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The Handmaid’s Tale and The Giver

2009 March 22
by ZY

One of my absolute favorite books from childhood is The Giver by Lois Lowry. Does anyone else see any connections between The Giver and The Handmaid’s Tale?

The society in The Giver appears to be utopian at first, but then gradually appears to be more and more dystopian. Each individual is assigned a job, husbands are matched with wives and only allowed 2 children per family unit: one boy and one girl, to keep the genders even. And the children are produced by girls designated to be “birthmothers” and family units have to “apply” for children. In the society, all emotions are suppressed. Beginning at puberty, everyone takes a pill to suppress any feelings of love or sexuality, called “stirrings”. Essentially, the society strives for “sameness,” which is absent of all violence, sadness, prejudice etc… and consequently, there are no such things as color or music or joy, as well. The main character is given the role as “the giver” who stores all the memories and emotions of the time before “sameness.” In this society, there is also minimal technology- no televisions or radio- except for 2 way microphone/speaker systems for announcements, and surveillance. Transportation is limited to bicycles, although there’s mention of cars and airplanes mainly for the transportation of food.

Even in hypothetical fictional societies which seem to reject the mainstream uses of technology, technology is still very much present. What does that say about the necessity for technology? While people are forced into these strict roles, they themselves are becoming a form of technology (such as the birthmothers in The Giver or the handmaids in The Handmaid’s Tale).

3 Responses
  1. Melinda C. permalink
    March 23, 2009

    Oh wow, how funny… I was actually just thinking earlier about connections between The Giver, The Handmaid’s Tale, and our class discussions! It was also one of my favorite novels when I was younger, and I just re-read it last semester for a young adult literature project in my education class, so it’s still pretty fresh in my mind. My connection with the book was triggered by AH’s post about the technology of colors, since that is such a big part of The Giver, when Jonas (the main character) begins seeing the color red (which is obviously a significant color in Handmaid’s Tale as well).

    It’s definitely interesting to think about parallels between how technology is used in The Giver & Handmaid’s Tale. In the English majors group last week, we talked about how they chose not to use a lot of technologies in an attempt to improve their society, but that their avoidance of using many types of technology led to their society deteriorating so much in the end. In The Giver, they use their grasp on technology in order to go to Sameness, also in an attempt to improve their society… however, they regularly utilize technologies that allow them to euthanize people who do not fit in or do not contribute to the society in the correct way, to stifle sexual feelings, and to constantly monitor the entire community. And yet, the giving of memories, which seems to me the most profound “technology” in the book, is carried out through human touch… through the Giver placing his hands on Jonas’s back. The most intimate, human connection between characters in the book is the one that is kept the most secret, but also the one that allows the community to survive without carrying the weight of the past… and also the one that is, in many ways, beyond technological control (they have found a way to contain the memories, but not to completely get rid of them).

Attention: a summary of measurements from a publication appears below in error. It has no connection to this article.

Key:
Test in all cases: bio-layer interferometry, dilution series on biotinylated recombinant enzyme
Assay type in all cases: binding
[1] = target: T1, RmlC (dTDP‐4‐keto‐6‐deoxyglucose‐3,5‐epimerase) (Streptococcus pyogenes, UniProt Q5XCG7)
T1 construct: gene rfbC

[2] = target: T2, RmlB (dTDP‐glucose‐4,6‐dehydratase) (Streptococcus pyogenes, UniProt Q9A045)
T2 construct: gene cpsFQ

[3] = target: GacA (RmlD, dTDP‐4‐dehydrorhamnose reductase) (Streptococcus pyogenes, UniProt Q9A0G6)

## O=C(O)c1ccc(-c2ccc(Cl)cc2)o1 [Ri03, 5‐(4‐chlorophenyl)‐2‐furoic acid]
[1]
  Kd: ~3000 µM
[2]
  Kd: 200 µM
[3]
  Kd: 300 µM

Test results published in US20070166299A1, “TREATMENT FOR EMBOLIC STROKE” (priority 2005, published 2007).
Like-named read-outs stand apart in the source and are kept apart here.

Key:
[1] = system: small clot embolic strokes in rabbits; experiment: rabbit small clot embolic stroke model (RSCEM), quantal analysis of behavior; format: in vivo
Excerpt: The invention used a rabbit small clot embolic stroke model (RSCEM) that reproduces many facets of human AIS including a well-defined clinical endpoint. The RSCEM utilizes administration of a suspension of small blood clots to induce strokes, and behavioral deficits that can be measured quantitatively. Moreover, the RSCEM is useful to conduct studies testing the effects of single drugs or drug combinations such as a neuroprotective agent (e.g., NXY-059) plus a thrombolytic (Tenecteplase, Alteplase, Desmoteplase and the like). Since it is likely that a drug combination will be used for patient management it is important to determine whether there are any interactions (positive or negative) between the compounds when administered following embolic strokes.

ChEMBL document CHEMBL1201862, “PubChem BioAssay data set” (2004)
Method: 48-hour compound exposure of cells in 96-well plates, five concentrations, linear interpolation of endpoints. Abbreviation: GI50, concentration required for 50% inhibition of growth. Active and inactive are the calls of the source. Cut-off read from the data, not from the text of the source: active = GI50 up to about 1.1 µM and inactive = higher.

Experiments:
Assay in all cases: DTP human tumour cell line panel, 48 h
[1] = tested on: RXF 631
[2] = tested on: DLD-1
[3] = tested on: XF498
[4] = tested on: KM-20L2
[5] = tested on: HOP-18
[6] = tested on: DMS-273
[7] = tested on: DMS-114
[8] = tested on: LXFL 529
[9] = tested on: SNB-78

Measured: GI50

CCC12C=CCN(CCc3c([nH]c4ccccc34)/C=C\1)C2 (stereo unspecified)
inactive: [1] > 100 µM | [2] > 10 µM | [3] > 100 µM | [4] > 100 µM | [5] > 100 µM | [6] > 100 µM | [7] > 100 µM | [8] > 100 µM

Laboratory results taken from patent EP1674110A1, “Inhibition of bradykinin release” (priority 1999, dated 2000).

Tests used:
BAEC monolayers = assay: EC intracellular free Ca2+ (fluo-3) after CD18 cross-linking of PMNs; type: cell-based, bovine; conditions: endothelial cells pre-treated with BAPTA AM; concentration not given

In both books, it seems as though they use technology to move toward these highly regulated systems to keep people in line, and to supposedly benefit everyone… and both books follow the characters who end up seeking the ways that have been abandoned… and both books end on a note of uncertainty of what happens to those characters. Either they make it out or they don’t. Ahh, I feel like there is so much to analyze here, but I am too tired to go much further. Hopefully we will touch on some of these ideas in class tomorrow!

  2. Aline permalink
    March 23, 2009

    I agree! This book reminds me of the Giver and 1984. I feel like one can point out the parallels between the technology, the gaze, and the conection to utopias/dystopias. Perhaps, there should be a separate genre for these three books. Or maybe it is an emerging genre? I keep trying to classify all three, since that is what we were trying to do in class today. I believe all three have the same style or format.

  3. Natasha permalink
    March 24, 2009

    Ah, I do see the connection (and also thought The Giver was a great book). Similar ideas are present in the movie Pleasantville, with a society with rigid (gender and other) rules (eg depicts a 1950s housewife with hard-working breadwinner husband and two kids) that, like Jonas, they eventually break out of to embrace color and differentness/diversity/plurality/acceptance/etc. Melinda, interesting that Jonas first starts seeing red. I’d forgotten that. A similar thing happens in Pleasantville too, the world is originally black-and-white and then I think the first thing seen in color are red roses. Aside from the technologies of gender stereotypes, the black-and-white world itself is actually a TV show that the two main characters end up in. Hence they are within a context of TV technology as they first conform to and then reform cultural/social technologies.

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